You can read ‘Epistle 3’ here

“Half-Life 1 was a year late, Half-Life 2 was a year late, Half-Life 2: Episode 3 where is it? So we tend to view ourselves as subject to valid criticism on our ability to manage our schedules”

Gabe Newell, Machinima, September 2009

Subsurface Circular is very different from my average train journey

essentially a short steam review summary

Mike Bithell’s new text-based adventure shares similarities with my average train journey to the extent of robotic figures nodding their heads to some obnoxiously loud electronic music. I fear I am one of them.


Luckily the trains I get on in the UK don’t really have chairs facing each other, so I don’t have to look at anyone

It’s a great self contained story. Not since Device 6 have I whipped out a notepad and started jotting down stuff to try and solve the puzzles. Without delving into any spoilers, the choice provided in the story had me genuinely sat deciding what to do for a while, a lot more thought provoking than some of the Telltale games’ decisions for example. That isn’t a knock at those games at all, I love them, but I usually feel binary and confident in the decision I make in a Telltale game, where as in this it’s a grey area in which you’re not quite sure whether what you’re doing is right (and as one character states, both choices will result in harrowing circumstances).

As the credits roll and the game cycles back to the opening menu (musically devoid aside from the familiar subway haze of brakes and doors), I sat percolating on the ramification of the decisions I had made, as there is evidently no in-game validation.

I would certainly recommend, amazing value considering the normal price is under a fiver and I got it for even cheaper with the special promotion. Bithell Games have thrown in a few additional features such as a developer commentary (always welcome), some hidden achievements and even a concept art gallery which is lovely.


The game’s simplistic and efficient UI. You just about can’t make out the barrage of insults. Someone’s a bit touchy.

A fascinating asymmetry, the game captures the subway atmosphere well despite the futuristic narrative and the supplementary fact that EVERYONE IS A ROBOT (something the ‘Teks’ themselves comment on in a humorous manner); train cars screech, passengers get off, characters can’t get signal (funny that we can’t escape this fucking inconvenience even in a fantasy world) and the stations and conversations built around them establish a believable society. This is an achievement considering you will never see the surface, or the decision you make coming to fruition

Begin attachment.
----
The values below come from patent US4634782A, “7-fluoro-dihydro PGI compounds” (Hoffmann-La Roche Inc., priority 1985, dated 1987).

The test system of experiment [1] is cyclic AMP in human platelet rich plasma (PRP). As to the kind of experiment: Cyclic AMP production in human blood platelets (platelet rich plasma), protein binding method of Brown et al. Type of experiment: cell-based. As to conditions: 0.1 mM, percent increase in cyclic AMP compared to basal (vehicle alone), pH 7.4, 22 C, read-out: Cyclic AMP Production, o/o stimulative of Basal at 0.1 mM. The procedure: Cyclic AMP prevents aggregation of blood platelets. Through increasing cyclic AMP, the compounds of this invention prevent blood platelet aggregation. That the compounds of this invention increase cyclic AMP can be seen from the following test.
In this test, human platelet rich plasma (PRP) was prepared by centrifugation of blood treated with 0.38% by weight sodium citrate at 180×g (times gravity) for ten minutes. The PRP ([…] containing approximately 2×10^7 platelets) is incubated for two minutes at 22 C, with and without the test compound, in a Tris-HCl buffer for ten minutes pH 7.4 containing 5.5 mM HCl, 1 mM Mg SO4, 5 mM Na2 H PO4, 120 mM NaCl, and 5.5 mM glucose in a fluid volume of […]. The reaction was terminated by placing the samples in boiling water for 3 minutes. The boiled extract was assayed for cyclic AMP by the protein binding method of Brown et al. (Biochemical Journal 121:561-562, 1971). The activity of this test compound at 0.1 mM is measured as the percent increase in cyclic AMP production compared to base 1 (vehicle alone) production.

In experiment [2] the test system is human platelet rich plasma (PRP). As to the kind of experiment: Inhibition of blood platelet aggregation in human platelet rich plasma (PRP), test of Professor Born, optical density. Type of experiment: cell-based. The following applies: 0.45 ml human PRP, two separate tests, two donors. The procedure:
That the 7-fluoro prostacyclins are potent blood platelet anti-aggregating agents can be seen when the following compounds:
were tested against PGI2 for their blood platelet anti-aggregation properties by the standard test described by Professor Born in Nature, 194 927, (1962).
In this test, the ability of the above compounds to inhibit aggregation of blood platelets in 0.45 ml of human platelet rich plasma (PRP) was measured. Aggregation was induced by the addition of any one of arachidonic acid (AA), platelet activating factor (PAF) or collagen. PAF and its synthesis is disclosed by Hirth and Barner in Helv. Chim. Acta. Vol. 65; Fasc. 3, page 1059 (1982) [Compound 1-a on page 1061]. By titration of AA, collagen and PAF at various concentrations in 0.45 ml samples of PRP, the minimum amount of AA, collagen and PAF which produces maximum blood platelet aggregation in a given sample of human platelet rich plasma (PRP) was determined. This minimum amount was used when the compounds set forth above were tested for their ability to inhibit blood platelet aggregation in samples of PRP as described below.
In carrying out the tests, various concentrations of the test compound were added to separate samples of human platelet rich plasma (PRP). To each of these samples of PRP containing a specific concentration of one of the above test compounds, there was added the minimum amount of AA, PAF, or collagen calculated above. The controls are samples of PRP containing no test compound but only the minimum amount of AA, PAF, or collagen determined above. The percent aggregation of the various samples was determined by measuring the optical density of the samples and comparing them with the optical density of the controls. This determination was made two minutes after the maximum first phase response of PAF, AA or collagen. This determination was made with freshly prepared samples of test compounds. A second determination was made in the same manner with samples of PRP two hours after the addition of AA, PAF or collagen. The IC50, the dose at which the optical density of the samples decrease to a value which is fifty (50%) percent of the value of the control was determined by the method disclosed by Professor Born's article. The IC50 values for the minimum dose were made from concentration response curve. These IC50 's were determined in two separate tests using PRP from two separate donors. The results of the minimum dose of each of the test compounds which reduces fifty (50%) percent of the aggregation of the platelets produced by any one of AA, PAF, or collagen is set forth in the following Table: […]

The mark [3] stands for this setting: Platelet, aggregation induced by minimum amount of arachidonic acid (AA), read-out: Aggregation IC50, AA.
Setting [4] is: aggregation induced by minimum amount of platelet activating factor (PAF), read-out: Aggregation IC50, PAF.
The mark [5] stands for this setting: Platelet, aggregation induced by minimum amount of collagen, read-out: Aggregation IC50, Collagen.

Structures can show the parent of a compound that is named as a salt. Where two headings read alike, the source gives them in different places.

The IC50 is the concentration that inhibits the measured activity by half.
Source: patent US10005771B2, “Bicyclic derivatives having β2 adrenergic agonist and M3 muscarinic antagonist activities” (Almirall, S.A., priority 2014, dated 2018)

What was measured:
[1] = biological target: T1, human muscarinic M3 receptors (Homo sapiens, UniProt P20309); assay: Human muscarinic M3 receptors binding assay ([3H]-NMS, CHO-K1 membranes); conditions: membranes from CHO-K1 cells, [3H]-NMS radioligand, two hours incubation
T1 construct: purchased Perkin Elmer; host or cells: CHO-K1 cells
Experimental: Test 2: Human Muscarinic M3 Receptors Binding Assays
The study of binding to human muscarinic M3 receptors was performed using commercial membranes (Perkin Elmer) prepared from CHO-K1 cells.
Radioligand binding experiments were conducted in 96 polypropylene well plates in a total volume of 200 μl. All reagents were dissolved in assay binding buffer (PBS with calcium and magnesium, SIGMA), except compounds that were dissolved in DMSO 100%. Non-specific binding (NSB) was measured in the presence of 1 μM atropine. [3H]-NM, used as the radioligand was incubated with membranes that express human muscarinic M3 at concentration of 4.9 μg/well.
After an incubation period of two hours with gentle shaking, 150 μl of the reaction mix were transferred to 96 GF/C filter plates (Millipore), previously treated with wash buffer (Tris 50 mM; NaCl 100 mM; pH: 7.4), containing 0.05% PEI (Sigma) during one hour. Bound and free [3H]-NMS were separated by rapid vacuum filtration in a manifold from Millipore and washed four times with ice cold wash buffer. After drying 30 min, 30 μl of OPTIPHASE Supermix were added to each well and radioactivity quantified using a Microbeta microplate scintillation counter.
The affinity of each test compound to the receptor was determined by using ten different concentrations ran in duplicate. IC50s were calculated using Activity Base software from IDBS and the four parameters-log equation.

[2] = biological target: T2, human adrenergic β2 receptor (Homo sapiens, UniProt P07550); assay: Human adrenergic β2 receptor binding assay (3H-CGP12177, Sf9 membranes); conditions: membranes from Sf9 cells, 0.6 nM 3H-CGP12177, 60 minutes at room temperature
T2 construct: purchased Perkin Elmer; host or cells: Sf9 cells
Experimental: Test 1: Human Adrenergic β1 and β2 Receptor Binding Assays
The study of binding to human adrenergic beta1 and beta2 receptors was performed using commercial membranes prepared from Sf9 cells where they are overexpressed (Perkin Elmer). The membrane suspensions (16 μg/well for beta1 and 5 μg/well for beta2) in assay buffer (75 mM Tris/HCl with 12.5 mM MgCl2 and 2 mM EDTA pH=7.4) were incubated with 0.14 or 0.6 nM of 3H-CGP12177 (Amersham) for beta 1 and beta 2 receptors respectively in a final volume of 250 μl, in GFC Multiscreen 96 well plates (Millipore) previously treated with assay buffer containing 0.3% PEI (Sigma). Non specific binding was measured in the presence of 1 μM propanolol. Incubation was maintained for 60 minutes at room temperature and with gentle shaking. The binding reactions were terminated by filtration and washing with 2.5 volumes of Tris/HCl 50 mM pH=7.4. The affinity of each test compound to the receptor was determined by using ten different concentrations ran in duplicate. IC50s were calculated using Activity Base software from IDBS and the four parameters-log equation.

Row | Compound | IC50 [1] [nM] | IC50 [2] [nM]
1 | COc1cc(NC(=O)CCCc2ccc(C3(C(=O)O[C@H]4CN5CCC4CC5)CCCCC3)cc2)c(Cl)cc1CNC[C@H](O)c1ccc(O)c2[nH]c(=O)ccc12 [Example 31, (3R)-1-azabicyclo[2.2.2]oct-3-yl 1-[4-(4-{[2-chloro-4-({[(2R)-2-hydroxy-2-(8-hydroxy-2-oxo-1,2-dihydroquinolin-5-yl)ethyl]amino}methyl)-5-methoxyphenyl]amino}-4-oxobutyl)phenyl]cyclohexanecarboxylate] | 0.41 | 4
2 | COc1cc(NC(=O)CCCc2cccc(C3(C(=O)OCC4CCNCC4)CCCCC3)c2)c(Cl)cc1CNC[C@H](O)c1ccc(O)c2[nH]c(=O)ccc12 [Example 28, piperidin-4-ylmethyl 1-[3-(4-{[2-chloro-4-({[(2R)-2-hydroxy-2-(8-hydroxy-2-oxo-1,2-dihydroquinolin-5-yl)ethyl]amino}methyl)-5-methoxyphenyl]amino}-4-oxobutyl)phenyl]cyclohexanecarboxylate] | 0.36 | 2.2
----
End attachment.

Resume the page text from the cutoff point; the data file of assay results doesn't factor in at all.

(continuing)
Congratulations to the team, I had a great time playing the game.

Dark Horse to Publish Crash Bandicoot Book in 2018

Following the recent successful return of popular 90’s platform icon Crash Bandicoot in the PS4 exclusive (for now hopefully) N.Sane Trilogy, Dark Horse comics editor Ian Tucker has revealed a 150 page, hardcover “bible” entitled The Crash Bandicoot Files: How Willy the Wombat Sparked Marsupial Mania. 


The Crash Files’ cover displays the original games’ logo alongside concept art from the character’s Looney Tunes inspired inception

The news came as part of a 50 minute Comic-con panel hosted by the almighty Geoff Keighley, centred around Crash Bandicoot in general and discussing both the origin of the character, the process of designing levels and achieving such technical benchmarks on the PlayStation architecture, and how Vicarious Visions were approached by Activision to work on a remaster following Sean Layden’s infamous fashion statement in 2015.


Sean Layden Turned heads for all the RIGHT reasons by donning this Crash shirt at PSX in 2015. On a serious note, where can I genuinely buy this shirt?

Tucker described the book during the panel as “a reproduction of the original Crash Bandicoot developer’s bible“, featuring production schedules, game scripts, level overviews and even things like the topography of each map (which incidentally is something I believe Vicarious incorporated into the N.Sane Trilogy, as they begun development with the original wire framing of every single level and built upon them). Pages will also include high resolution scans from original notes of the Naughty dog dev team, such as Texture artist Charlotte Francis who featured on the panel.


Storyboards shown at the panel whilst discussing the way the original game’s cinematics were re-imagined for the PS4 overhaul

During early animation tests for the remakes, John Paul Rhinemiller (Cinematics, Vicarious Visions) stated that “We referred to the bible all the time, because as developers we had that and we were flipping through it all the time. We tried to gather as much inspiration as we could from that bible and try to think what they were thinking about 20 years ago”. Clearly the book had some worth to developers and so will be a goldmine for those who are fans of the PlayStation classic.

The book will join the list of quite a few pieces of memorabilia Crash has received since his resurgence in June, including the consequently mentioned First4Figures 9″ PVC Statue, a beautiful effigy that will grace the desks and shrines of those willing to spend NINETY DOLLARS on a figure.

The Crash Bandicoot Files: How Willy the Wombat Sparked Marsupial Mania is set for release in March 2018